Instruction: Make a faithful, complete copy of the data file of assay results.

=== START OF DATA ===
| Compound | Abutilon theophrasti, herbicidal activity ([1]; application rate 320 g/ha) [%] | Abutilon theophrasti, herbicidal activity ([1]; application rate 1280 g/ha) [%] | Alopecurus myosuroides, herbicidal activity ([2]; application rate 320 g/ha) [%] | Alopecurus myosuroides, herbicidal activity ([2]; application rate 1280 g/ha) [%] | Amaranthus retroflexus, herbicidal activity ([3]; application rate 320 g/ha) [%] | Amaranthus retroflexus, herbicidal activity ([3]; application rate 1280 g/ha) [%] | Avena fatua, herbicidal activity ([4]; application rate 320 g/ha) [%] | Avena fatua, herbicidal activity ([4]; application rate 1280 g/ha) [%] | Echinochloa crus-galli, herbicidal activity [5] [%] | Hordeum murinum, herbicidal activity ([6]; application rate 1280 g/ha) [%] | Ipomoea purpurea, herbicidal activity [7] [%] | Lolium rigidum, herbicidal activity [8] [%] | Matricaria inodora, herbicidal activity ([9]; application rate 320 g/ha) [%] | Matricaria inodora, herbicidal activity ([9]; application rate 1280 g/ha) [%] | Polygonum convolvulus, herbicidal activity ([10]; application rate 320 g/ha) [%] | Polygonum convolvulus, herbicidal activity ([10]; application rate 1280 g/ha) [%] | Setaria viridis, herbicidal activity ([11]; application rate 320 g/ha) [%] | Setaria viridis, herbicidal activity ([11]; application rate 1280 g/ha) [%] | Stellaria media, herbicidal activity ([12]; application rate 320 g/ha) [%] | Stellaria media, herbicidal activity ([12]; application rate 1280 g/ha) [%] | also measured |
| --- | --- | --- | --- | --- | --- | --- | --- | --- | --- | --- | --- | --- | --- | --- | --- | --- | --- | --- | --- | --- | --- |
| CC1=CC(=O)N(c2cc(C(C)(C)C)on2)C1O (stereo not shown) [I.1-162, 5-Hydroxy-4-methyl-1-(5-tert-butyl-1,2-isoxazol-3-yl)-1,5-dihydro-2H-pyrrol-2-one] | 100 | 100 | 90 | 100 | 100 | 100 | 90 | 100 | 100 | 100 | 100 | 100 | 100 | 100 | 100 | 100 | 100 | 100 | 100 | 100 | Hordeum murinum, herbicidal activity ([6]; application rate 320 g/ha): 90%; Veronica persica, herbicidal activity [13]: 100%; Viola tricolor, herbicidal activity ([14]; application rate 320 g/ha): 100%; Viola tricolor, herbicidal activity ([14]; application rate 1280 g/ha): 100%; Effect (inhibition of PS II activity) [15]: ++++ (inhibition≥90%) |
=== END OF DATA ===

| Compound | Abutilon theophrasti, herbicidal activity ([1]; application rate 320 g/ha) [%] | Abutilon theophrasti, herbicidal activity ([1]; application rate 1280 g/ha) [%] | Alopecurus myosuroides, herbicidal activity ([2]; application rate 320 g/ha) [%] | Alopecurus myosuroides, herbicidal activity ([2]; application rate 1280 g/ha) [%] | Amaranthus retroflexus, herbicidal activity ([3]; application rate 320 g/ha) [%] | Amaranthus retroflexus, herbicidal activity ([3]; application rate 1280 g/ha) [%] | Avena fatua, herbicidal activity ([4]; application rate 320 g/ha) [%] | Avena fatua, herbicidal activity ([4]; application rate 1280 g/ha) [%] | Echinochloa crus-galli, herbicidal activity [5] [%] | Hordeum murinum, herbicidal activity ([6]; application rate 1280 g/ha) [%] | Ipomoea purpurea, herbicidal activity [7] [%] | Lolium rigidum, herbicidal activity [8] [%] | Matricaria inodora, herbicidal activity ([9]; application rate 320 g/ha) [%] | Matricaria inodora, herbicidal activity ([9]; application rate 1280 g/ha) [%] | Polygonum convolvulus, herbicidal activity ([10]; application rate 320 g/ha) [%] | Polygonum convolvulus, herbicidal activity ([10]; application rate 1280 g/ha) [%] | Setaria viridis, herbicidal activity ([11]; application rate 320 g/ha) [%] | Setaria viridis, herbicidal activity ([11]; application rate 1280 g/ha) [%] | Stellaria media, herbicidal activity ([12]; application rate 320 g/ha) [%] | Stellaria media, herbicidal activity ([12]; application rate 1280 g/ha) [%] | also measured |
| --- | --- | --- | --- | --- | --- | --- | --- | --- | --- | --- | --- | --- | --- | --- | --- | --- | --- | --- | --- | --- | --- |
| CC1=CC(=O)N(c2cc(C(C)(C)C)on2)C1O (stereo not shown) [I.1-162, 5-Hydroxy-4-methyl-1-(5-tert-butyl-1,2-isoxazol-3-yl)-1,5-dihydro-2H-pyrrol-2-one] | 100 | 100 | 90 | 100 | 100 | 100 | 90 | 100 | 100 | 100 | 100 | 100 | 100 | 100 | 100 | 100 | 100 | 100 | 100 | 100 | Hordeum murinum, herbicidal activity ([6]; application rate 320 g/ha): 90%; Veronica persica, herbicidal activity [13]: 100%; Viola tricolor, herbicidal activity ([14]; application rate 320 g/ha): 100%; Viola tricolor, herbicidal activity ([14]; application rate 1280 g/ha): 100%; Effect (inhibition of PS II activity) [15]: ++++ (inhibition≥90%) |